SRP: How did you come up with this mystery?


Susan: I’ve had the idea for the story for a long time, but I couldn’t figure out how to make it come together, so I always put it on the backburner. Then one day while I was chasing dust bunnies, it hit me. I stopped what I was doing—it doesn’t take much for me to stop cleaning house—and sketched it out.

SRP: Leah is loyal, smart, and a touch impatient. We’re curious, do you see yourself in Leah?


Susan: Leah isn’t a fictional version of me. However, I’m told that, like Leah, I can be a bit bossy—though I don’t see it myself. We also share the same sense of humor and a tendency toward procrastination when the writing isn’t going well.

SRP: For those of us invested in Leah’s love life, when are Leah and Coop going to get together!?


Susan: That’s the most frequent question I get from readers. I’ve tried unsuccessfully to nudge her along, one way or the other, but she doesn’t take direction very well. However, she does make an important decision about her future in Dangerous Waters.

SRP: What was the most difficult part of writing this book?


Susan: It’s a fairly complicated plot and keeping track of everyone was a challenge. The wall I face when I’m writing became filled with sticky notes reminding me of who was doing what, when, why, and with whom. When I finished writing, I used them to make a checklist of key plot points and clues to compare to the manuscript to make sure I didn’t leave any threads hanging.

SRP: What’s next for Leah?


Susan: In Dangerous Deception, the book I’m working on now, Leah tries to save a woman who doesn’t want to be saved. As she starts tugging at a few loose threads, she finds that the murder victim is at the center of a tangled web of deception, delusion, and obsession. When the identity of the killer becomes clear, Leah once again is faced with the knowledge that finding the truth isn’t always the same as finding the answer.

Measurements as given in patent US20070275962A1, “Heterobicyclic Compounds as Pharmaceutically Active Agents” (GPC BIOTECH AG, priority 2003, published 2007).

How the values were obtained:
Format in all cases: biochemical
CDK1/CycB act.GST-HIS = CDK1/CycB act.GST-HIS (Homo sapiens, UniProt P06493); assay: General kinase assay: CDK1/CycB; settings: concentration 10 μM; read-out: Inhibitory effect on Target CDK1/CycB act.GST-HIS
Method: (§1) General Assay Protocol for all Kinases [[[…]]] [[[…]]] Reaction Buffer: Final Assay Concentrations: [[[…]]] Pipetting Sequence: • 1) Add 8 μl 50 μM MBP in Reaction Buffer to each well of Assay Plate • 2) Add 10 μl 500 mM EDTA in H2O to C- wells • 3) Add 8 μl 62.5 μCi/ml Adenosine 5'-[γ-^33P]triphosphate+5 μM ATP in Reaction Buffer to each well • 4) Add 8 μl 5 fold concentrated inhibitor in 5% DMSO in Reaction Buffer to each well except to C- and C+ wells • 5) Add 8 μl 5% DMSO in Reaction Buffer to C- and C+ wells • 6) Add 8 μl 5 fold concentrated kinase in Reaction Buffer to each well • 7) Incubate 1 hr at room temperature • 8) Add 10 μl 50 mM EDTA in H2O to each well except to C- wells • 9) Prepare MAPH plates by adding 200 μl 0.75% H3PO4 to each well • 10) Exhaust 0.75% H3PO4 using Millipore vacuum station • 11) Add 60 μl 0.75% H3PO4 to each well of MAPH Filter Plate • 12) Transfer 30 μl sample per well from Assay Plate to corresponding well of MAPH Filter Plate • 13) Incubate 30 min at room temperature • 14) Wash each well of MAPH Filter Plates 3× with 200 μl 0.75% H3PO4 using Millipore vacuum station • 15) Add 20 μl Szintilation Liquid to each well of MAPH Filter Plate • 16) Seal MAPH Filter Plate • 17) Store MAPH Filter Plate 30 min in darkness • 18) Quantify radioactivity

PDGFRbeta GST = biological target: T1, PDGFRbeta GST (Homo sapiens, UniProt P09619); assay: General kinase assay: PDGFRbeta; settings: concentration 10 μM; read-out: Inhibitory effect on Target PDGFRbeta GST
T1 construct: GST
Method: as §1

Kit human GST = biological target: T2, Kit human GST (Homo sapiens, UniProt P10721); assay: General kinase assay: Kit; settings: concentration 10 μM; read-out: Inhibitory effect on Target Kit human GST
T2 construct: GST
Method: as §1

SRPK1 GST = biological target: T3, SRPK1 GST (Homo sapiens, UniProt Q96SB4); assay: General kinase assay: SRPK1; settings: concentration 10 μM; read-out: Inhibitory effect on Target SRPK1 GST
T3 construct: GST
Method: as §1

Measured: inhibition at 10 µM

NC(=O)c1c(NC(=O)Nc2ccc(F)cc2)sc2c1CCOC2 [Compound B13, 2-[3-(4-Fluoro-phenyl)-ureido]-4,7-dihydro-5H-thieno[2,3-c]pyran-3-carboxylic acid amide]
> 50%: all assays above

SRP: You worked at a small daily paper, then at a university in publications. What made you decide to leave steady employment behind and try your hand at writing mysteries full time?


Susan: I thought about writing a mystery for years, but I always put it off to that distant “someday.” Then I lost both my parents and my oldest friend in a very short time. There’s nothing like three sudden, devastating losses to make you realize that someday might never come. I started work on my first book, Dangerous Habits, partly to manage the grief I felt, and partly to beat the clock on someday.

SRP: What are you reading now and/or what good books have you read lately?


Susan: Right now, I’m halfway through The Thursday Murder Club by Richard Osman, which is a really fun read. My book club chose The Four Winds by Kristin Hannah, last month, and that was a good one, too.

SRP: What’s your favorite word?


Susan: Warmth. There’s almost no way to say it out loud without having your voice produce a low, soft, soothing tone that matches what the word connotes—kindness, compassion, empathy. Warmth is what makes life livable.

Dangerous Waters launches October 19. Pre-order your copy today.

Author Spotlight: Laura Snider

Unsympathetic Victims is the first in the Ashley Montgomery Legal Thriller Series by Laura Snider. Fans of relatable female protagonists and plot twists that keep you guessing will love Snider’s gripping debut novel. SRP sat down with the lawyer/author to find out more about how she uses her professional experience to shape her books and what simlarities she’s found between the two.

SRP: Ashley Montgomery, the protagonist in your debut thriller Unsympathetic Victims, is a public defender, and, when you’re not writing, you’re a prosecutor. How did it feel to write from the opposition’s perspective?

Laura: I spent seven years as a public defender working in rural communities in Iowa. Yes, I’m a prosecutor now, but I wasn’t when I originally started writing the manuscript. I loved my work as a public defender, but it can be a grind. The case load is overwhelming. The only way to properly represent that number of clients is for public defenders to end up working extremely long hours for little compensation.